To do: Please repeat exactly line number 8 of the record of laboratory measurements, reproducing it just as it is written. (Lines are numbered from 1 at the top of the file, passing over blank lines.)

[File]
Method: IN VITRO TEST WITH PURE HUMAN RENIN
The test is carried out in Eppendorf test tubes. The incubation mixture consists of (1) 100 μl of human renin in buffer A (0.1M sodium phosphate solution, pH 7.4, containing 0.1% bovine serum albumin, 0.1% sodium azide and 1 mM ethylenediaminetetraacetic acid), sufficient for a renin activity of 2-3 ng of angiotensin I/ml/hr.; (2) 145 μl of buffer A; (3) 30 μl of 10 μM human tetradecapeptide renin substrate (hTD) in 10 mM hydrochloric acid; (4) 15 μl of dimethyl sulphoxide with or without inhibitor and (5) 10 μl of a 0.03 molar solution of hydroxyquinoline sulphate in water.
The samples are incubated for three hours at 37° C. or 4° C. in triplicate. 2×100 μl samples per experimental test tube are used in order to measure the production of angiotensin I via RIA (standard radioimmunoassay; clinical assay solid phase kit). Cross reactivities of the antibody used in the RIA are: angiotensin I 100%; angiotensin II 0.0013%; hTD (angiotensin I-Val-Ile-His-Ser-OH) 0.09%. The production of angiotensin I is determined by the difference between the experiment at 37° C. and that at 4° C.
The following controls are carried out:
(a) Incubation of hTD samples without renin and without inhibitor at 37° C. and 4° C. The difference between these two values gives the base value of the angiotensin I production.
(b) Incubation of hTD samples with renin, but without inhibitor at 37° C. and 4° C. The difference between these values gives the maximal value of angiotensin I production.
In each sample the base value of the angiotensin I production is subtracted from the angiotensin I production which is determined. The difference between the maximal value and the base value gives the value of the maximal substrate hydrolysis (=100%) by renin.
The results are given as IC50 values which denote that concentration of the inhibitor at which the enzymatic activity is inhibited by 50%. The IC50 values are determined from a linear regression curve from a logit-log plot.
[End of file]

The results are given as IC50 values which denote that concentration of the inhibitor at which the enzymatic activity is inhibited by 50%. The IC50 values are determined from a linear regression curve from a logit-log plot.